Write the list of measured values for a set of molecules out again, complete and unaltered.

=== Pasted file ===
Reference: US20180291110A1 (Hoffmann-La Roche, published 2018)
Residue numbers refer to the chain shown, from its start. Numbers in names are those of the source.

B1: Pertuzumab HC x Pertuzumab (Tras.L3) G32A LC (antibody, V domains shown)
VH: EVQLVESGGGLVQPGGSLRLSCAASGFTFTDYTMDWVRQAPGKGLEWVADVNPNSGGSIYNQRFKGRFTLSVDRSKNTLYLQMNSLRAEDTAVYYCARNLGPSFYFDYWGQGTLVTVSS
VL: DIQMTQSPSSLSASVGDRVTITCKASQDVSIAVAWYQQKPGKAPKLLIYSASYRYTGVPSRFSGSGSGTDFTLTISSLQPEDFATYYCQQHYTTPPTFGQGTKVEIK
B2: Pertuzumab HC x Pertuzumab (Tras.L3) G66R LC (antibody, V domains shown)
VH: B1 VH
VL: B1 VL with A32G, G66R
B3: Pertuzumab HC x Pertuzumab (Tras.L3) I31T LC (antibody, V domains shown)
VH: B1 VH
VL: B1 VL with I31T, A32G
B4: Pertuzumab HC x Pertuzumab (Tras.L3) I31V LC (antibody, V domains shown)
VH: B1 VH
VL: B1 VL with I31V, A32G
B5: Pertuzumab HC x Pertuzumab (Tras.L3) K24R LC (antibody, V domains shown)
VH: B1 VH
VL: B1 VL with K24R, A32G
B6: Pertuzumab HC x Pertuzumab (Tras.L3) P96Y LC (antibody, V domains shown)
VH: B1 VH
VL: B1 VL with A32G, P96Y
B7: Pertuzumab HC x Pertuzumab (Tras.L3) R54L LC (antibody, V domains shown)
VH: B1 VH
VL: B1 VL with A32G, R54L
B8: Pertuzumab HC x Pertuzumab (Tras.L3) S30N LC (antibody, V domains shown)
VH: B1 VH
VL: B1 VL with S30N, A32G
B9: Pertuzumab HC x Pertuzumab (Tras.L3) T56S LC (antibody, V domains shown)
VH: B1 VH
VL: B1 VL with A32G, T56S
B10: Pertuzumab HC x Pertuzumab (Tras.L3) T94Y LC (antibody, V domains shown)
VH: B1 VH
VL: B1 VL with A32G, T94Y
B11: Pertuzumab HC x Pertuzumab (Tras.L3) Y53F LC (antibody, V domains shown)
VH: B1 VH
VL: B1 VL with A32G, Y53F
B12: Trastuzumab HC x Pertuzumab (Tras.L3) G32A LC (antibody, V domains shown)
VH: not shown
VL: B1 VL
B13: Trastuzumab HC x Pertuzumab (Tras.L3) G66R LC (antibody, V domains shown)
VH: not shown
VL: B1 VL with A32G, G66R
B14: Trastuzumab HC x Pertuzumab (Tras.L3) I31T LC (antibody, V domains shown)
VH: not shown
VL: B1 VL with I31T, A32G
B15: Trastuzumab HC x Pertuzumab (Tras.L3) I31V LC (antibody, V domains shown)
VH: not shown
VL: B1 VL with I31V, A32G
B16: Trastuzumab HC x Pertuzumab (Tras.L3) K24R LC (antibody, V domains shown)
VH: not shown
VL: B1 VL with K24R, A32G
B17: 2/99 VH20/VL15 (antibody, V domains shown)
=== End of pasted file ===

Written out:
Reference: US20180291110A1 (Hoffmann-La Roche, published 2018)
Residue numbers refer to the chain shown, from its start. Numbers in names are those of the source.

B1: Pertuzumab HC x Pertuzumab (Tras.L3) G32A LC (antibody, V domains shown)
VH: EVQLVESGGGLVQPGGSLRLSCAASGFTFTDYTMDWVRQAPGKGLEWVADVNPNSGGSIYNQRFKGRFTLSVDRSKNTLYLQMNSLRAEDTAVYYCARNLGPSFYFDYWGQGTLVTVSS
VL: DIQMTQSPSSLSASVGDRVTITCKASQDVSIAVAWYQQKPGKAPKLLIYSASYRYTGVPSRFSGSGSGTDFTLTISSLQPEDFATYYCQQHYTTPPTFGQGTKVEIK
B2: Pertuzumab HC x Pertuzumab (Tras.L3) G66R LC (antibody, V domains shown)
VH: B1 VH
VL: B1 VL with A32G, G66R
B3: Pertuzumab HC x Pertuzumab (Tras.L3) I31T LC (antibody, V domains shown)
VH: B1 VH
VL: B1 VL with I31T, A32G
B4: Pertuzumab HC x Pertuzumab (Tras.L3) I31V LC (antibody, V domains shown)
VH: B1 VH
VL: B1 VL with I31V, A32G
B5: Pertuzumab HC x Pertuzumab (Tras.L3) K24R LC (antibody, V domains shown)
VH: B1 VH
VL: B1 VL with K24R, A32G
B6: Pertuzumab HC x Pertuzumab (Tras.L3) P96Y LC (antibody, V domains shown)
VH: B1 VH
VL: B1 VL with A32G, P96Y
B7: Pertuzumab HC x Pertuzumab (Tras.L3) R54L LC (antibody, V domains shown)
VH: B1 VH
VL: B1 VL with A32G, R54L
B8: Pertuzumab HC x Pertuzumab (Tras.L3) S30N LC (antibody, V domains shown)
VH: B1 VH
VL: B1 VL with S30N, A32G
B9: Pertuzumab HC x Pertuzumab (Tras.L3) T56S LC (antibody, V domains shown)
VH: B1 VH
VL: B1 VL with A32G, T56S
B10: Pertuzumab HC x Pertuzumab (Tras.L3) T94Y LC (antibody, V domains shown)
VH: B1 VH
VL: B1 VL with A32G, T94Y
B11: Pertuzumab HC x Pertuzumab (Tras.L3) Y53F LC (antibody, V domains shown)
VH: B1 VH
VL: B1 VL with A32G, Y53F
B12: Trastuzumab HC x Pertuzumab (Tras.L3) G32A LC (antibody, V domains shown)
VH: not shown
VL: B1 VL
B13: Trastuzumab HC x Pertuzumab (Tras.L3) G66R LC (antibody, V domains shown)
VH: not shown
VL: B1 VL with A32G, G66R
B14: Trastuzumab HC x Pertuzumab (Tras.L3) I31T LC (antibody, V domains shown)
VH: not shown
VL: B1 VL with I31T, A32G
B15: Trastuzumab HC x Pertuzumab (Tras.L3) I31V LC (antibody, V domains shown)
VH: not shown
VL: B1 VL with I31V, A32G
B16: Trastuzumab HC x Pertuzumab (Tras.L3) K24R LC (antibody, V domains shown)
VH: not shown
VL: B1 VL with K24R, A32G
B17: 2/99 VH20/VL15 (antibody, V domains shown)